Toleration In The Ancient World
Cyrus the Great of Persia (r. c. 558–529 B.C.E.) is a key figure at the foundation of two traditions of toleration. He is praised in the Hebrew Bible for allowing the Jews to return to Jerusalem after Babylonian captivity. And Xenophon (c. 431–c. 352 B.C.E.) lauded him in The Education of Cyrus (after 394 B.C.E.) for his policy of religious toleration, placing him in the Greek tradition. Scholars have speculated that his toleration of Medes, Hyrcanians, and other religious and ethnic groups was largely an imperial political strategy. He needed to draw on the manpower of conquered kingdoms and knew it would be easier to defeat kings whose peoples believed they could thrive under his rule.
Aspects of Buddhist religious thought, which originated in India, also justified peacefulness and toleration. Ashoka (r. c. 273–232 B.C.E.), the last emperor of the Mauryan dynasty in India, renounced war and promoted Buddhism while remaining tolerant of other religions.
Throughout much of history, the ancient Chinese were tolerant of a variety of religions ranging from Confucianism to Buddhism and Taoism to animism. Manichaeans and Jews thrived at times. Scholars have speculated that it was precisely because they were tolerated and not persecuted that Jews in ancient China seem to have shed their identity and blended into the rest of the population.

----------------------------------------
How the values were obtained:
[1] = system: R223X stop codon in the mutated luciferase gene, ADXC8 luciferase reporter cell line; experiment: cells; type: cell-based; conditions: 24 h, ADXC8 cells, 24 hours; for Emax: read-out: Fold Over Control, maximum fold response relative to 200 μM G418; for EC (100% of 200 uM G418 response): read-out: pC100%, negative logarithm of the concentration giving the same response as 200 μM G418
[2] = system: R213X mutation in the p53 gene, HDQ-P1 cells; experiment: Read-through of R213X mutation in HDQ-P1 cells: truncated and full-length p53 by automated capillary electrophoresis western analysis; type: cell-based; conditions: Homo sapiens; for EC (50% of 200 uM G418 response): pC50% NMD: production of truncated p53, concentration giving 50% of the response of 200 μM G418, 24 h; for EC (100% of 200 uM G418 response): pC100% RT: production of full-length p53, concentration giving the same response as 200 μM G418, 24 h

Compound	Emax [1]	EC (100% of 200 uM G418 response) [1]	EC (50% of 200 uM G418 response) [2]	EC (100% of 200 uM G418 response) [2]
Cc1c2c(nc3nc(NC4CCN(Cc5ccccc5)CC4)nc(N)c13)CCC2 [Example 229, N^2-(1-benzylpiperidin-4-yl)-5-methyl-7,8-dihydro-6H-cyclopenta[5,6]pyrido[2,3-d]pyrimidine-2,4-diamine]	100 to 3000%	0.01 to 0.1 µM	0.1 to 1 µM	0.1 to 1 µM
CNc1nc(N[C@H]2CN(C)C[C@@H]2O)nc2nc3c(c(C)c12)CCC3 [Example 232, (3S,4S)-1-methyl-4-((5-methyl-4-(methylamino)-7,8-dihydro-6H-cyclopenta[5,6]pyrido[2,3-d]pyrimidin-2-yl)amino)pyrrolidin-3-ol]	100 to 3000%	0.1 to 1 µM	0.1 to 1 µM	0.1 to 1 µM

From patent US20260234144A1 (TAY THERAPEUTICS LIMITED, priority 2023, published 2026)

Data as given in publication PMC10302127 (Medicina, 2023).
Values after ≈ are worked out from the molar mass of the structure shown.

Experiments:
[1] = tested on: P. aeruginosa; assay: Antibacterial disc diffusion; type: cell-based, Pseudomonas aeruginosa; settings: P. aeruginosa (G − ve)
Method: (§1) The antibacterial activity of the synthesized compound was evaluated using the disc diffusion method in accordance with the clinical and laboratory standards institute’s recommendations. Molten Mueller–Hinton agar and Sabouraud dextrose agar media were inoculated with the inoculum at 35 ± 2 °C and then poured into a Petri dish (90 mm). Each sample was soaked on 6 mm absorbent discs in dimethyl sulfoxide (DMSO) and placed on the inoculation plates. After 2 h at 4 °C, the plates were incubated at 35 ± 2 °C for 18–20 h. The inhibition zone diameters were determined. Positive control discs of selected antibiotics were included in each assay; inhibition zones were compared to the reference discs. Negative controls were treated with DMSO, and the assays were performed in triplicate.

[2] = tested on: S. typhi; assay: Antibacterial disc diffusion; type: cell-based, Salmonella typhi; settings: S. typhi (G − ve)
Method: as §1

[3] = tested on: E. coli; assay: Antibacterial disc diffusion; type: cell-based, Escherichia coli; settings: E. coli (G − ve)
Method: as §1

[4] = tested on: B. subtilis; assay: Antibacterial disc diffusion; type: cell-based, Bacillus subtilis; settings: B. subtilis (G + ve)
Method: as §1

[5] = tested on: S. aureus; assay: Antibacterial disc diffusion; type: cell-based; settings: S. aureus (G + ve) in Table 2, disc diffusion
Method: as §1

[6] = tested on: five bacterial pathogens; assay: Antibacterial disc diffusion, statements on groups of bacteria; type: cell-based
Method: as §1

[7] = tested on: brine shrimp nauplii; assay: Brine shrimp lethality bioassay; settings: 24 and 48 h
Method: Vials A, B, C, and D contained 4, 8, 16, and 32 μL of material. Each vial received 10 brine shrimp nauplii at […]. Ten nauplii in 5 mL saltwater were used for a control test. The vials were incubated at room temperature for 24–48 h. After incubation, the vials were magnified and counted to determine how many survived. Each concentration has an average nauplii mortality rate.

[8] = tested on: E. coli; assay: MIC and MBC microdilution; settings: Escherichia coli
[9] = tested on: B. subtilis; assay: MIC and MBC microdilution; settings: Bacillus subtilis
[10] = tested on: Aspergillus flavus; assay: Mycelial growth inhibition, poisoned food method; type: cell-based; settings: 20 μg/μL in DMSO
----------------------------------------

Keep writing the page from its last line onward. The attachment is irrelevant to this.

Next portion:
The Koran contains passages about living in peace with peoples of other religions, especially "peoples of the book" (Jews and Christians). Therefore, Islamic cultures such as medieval Spain tolerated flourishing Christian and Jewish communities in what was known as convivencia, or living together in peace. The Ottoman Empire developed regimes of toleration of those religions that included the "millet" system, in which each religion had its own legal system and paid its own tax rate, even though only Muslims could hold higher offices.
The ancient Romans were generally tolerant of the existence of many cults because of polytheism, which implied that every hearth, city, and people could have its own gods. When they became an imperial power, they tolerated any religion that would also show signs of respect for Roman deities. They conceived of the Jewish War not as wars against that religion but against a rebellious subject people. Christians were persecuted for their refusal to take part in the imperial cult and for their disrespect for Roman rule, not merely for their religion.